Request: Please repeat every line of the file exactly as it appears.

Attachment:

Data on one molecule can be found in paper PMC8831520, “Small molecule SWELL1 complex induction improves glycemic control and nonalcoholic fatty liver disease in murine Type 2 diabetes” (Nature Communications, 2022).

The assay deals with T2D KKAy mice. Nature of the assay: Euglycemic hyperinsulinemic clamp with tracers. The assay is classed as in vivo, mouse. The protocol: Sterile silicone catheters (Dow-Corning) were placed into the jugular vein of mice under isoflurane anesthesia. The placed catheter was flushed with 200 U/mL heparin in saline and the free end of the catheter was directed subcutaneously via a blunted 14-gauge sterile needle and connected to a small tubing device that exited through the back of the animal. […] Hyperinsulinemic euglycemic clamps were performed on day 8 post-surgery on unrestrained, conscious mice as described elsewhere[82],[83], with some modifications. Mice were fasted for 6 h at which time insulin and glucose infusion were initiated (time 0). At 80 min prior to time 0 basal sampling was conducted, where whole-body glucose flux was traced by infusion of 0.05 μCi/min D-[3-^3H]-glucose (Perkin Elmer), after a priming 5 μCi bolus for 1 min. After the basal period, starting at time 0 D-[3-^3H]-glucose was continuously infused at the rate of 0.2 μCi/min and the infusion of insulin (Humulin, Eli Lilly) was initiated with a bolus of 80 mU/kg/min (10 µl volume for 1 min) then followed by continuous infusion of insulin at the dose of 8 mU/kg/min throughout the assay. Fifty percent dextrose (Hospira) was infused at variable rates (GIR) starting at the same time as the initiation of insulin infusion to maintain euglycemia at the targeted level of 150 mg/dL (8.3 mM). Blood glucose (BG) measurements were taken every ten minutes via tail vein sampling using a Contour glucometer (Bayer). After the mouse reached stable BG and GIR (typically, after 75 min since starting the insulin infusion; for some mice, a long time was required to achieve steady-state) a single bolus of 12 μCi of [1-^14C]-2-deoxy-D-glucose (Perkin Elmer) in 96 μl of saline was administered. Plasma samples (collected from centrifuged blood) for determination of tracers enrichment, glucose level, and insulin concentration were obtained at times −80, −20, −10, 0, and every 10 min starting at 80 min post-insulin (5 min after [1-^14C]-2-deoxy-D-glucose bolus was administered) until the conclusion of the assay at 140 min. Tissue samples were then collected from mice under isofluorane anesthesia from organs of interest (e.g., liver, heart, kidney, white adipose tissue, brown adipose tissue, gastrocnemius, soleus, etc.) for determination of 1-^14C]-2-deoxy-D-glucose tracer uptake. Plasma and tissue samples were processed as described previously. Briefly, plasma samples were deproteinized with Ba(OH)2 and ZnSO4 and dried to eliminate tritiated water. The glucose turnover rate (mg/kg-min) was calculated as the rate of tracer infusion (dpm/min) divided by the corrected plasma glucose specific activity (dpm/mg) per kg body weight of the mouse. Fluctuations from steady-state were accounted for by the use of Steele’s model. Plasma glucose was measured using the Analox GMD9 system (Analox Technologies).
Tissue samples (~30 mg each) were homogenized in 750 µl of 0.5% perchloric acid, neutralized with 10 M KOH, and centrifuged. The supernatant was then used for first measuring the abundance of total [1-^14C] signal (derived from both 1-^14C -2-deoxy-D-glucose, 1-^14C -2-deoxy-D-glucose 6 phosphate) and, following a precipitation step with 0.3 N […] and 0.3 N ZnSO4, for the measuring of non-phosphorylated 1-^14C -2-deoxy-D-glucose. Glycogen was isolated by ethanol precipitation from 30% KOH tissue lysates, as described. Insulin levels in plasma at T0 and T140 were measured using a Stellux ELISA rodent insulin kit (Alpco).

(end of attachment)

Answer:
Data on one molecule can be found in paper PMC8831520, “Small molecule SWELL1 complex induction improves glycemic control and nonalcoholic fatty liver disease in murine Type 2 diabetes” (Nature Communications, 2022).

The assay deals with T2D KKAy mice. Nature of the assay: Euglycemic hyperinsulinemic clamp with tracers. The assay is classed as in vivo, mouse. The protocol: Sterile silicone catheters (Dow-Corning) were placed into the jugular vein of mice under isoflurane anesthesia. The placed catheter was flushed with 200 U/mL heparin in saline and the free end of the catheter was directed subcutaneously via a blunted 14-gauge sterile needle and connected to a small tubing device that exited through the back of the animal. […] Hyperinsulinemic euglycemic clamps were performed on day 8 post-surgery on unrestrained, conscious mice as described elsewhere[82],[83], with some modifications. Mice were fasted for 6 h at which time insulin and glucose infusion were initiated (time 0). At 80 min prior to time 0 basal sampling was conducted, where whole-body glucose flux was traced by infusion of 0.05 μCi/min D-[3-^3H]-glucose (Perkin Elmer), after a priming 5 μCi bolus for 1 min. After the basal period, starting at time 0 D-[3-^3H]-glucose was continuously infused at the rate of 0.2 μCi/min and the infusion of insulin (Humulin, Eli Lilly) was initiated with a bolus of 80 mU/kg/min (10 µl volume for 1 min) then followed by continuous infusion of insulin at the dose of 8 mU/kg/min throughout the assay. Fifty percent dextrose (Hospira) was infused at variable rates (GIR) starting at the same time as the initiation of insulin infusion to maintain euglycemia at the targeted level of 150 mg/dL (8.3 mM). Blood glucose (BG) measurements were taken every ten minutes via tail vein sampling using a Contour glucometer (Bayer). After the mouse reached stable BG and GIR (typically, after 75 min since starting the insulin infusion; for some mice, a long time was required to achieve steady-state) a single bolus of 12 μCi of [1-^14C]-2-deoxy-D-glucose (Perkin Elmer) in 96 μl of saline was administered. Plasma samples (collected from centrifuged blood) for determination of tracers enrichment, glucose level, and insulin concentration were obtained at times −80, −20, −10, 0, and every 10 min starting at 80 min post-insulin (5 min after [1-^14C]-2-deoxy-D-glucose bolus was administered) until the conclusion of the assay at 140 min. Tissue samples were then collected from mice under isofluorane anesthesia from organs of interest (e.g., liver, heart, kidney, white adipose tissue, brown adipose tissue, gastrocnemius, soleus, etc.) for determination of 1-^14C]-2-deoxy-D-glucose tracer uptake. Plasma and tissue samples were processed as described previously. Briefly, plasma samples were deproteinized with Ba(OH)2 and ZnSO4 and dried to eliminate tritiated water. The glucose turnover rate (mg/kg-min) was calculated as the rate of tracer infusion (dpm/min) divided by the corrected plasma glucose specific activity (dpm/mg) per kg body weight of the mouse. Fluctuations from steady-state were accounted for by the use of Steele’s model. Plasma glucose was measured using the Analox GMD9 system (Analox Technologies).
Tissue samples (~30 mg each) were homogenized in 750 µl of 0.5% perchloric acid, neutralized with 10 M KOH, and centrifuged. The supernatant was then used for first measuring the abundance of total [1-^14C] signal (derived from both 1-^14C -2-deoxy-D-glucose, 1-^14C -2-deoxy-D-glucose 6 phosphate) and, following a precipitation step with 0.3 N […] and 0.3 N ZnSO4, for the measuring of non-phosphorylated 1-^14C -2-deoxy-D-glucose. Glycogen was isolated by ethanol precipitation from 30% KOH tissue lysates, as described. Insulin levels in plasma at T0 and T140 were measured using a Stellux ELISA rodent insulin kit (Alpco).